Two weeks

This week’s post is written by J, a humanitarian aid worker, novelist and prolific blogger whose sites include Tales from the Hood, AidSpeak, and co-creating Stuff Expat Aid Workers Like. To stay up-to-date with J’s aid-related writing, commentary, and fiction, check out his Evil Genius websitefacebook and twitter pages. 


Source: Waters True Value wants you to know how to organize your desk

Two weeks. That’s how long it takes, on average, for the so-called high performing and indispensable aid worker to be forgotten. You know, the one who knew the local language and culture so well they were “practically local”? Or the one who threw the fabulous parties, or the one who always knew who in the host government to ask for what. Or maybe it was the one who—by sheer force of will or expertise—managed to accomplish what no one else had prior.

Everyone else was certain this person was irreplaceable, that the office or programme just could not go on without him or her. And you know what? Within ten working days – just two weeks – their old office or cubicle had already been reassigned, IT had reformatted their old computer, and their old position had either been refilled or their responsibilities divvied up among those left behind.

I once knew a guy who got blindsided by a downsize dressed up as a restructure. It was a shitty way for the organization to move him along, and everyone felt it. Staff were incensed and outraged in the coffee room. He’d had a long and illustrious career. He had wisdom. He had institutional memory. Things that took newbies months to figure out, he knew offhand. How could the department go on without him?

But then his last day happened. We all attended his awkward farewell where the very people who engineered his unceremonious departure waxed eloquent about his contributions over the years (and they were significant). And then it was over and he was gone, and we all went back to our emails and our expense reports. The world didn’t end, operations didn’t grind to a halt, and programmes and grants continued to run or not run—just as they had when he was still in the organization.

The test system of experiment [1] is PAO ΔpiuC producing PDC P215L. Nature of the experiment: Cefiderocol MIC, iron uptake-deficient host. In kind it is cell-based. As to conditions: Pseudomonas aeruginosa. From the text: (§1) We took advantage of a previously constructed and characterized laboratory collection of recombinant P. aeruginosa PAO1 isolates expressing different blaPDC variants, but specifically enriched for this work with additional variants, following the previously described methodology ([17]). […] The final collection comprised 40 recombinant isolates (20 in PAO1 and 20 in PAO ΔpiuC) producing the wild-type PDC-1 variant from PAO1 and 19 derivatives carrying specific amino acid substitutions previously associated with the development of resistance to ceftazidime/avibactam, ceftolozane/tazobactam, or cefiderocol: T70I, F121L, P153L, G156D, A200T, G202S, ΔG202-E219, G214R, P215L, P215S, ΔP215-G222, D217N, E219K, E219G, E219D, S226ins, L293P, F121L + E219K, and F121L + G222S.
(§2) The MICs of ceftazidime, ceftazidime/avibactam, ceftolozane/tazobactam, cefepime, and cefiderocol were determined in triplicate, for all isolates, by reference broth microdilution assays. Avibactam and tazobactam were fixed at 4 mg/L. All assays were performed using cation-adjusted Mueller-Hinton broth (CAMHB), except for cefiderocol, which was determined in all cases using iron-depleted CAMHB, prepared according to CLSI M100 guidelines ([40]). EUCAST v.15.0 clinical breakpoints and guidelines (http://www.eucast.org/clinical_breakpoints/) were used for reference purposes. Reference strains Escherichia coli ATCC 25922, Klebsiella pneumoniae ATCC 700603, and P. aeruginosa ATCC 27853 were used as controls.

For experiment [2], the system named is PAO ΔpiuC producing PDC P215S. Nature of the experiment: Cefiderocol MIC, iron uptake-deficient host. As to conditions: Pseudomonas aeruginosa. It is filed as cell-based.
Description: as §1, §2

About two weeks later, IT needed an Ethernet cable from his old cubicle. We all had to stop and think: where had he sat? Was it the cubicle right next to the pillar, or the one just over from it?


Not quite as long ago, I was faced with a situation where I needed to (as I like to say nowadays) create the conditions whereby a particular long-time staff member could make good life choices. Once the inevitable was apparent to all, I had a steady stream of national and international colleagues through my office and email inbox with essentially the same message: How would we ever survive without _________? This person knew “everything” and “everybody”, knew which levers to pull and when. So much rested on his shoulders.

Yet, in much the same way, his last day came and went. His colleagues returned to their proposal formats and their coordination meetings. Some things were a challenge at first – this person truly did do a lot. But some things were much easier, too.

Within about two weeks, the office and team had either filled in the spaces or worked around them, and work was back to a new normal.


I, also, have been in roles that I poured myself into. I am proud to say that I have been sent on mission into situations that were terrible, due to poor leadership prior to my arrival, and by any objective measure were in good shape by the end: things were falling apart when I got there, and ticking over like a brand new Bentley when I left. Or maybe I simply held down the fort and kept the beleaguered team on track during some incredibly tough times, until reinforcements could arrive. In some of those situations I, too, succumbed to the mistaken belief that I was doing what few others could. It is in our nature to want to believe that the show cannot go on without us, that we are somehow irreplaceable.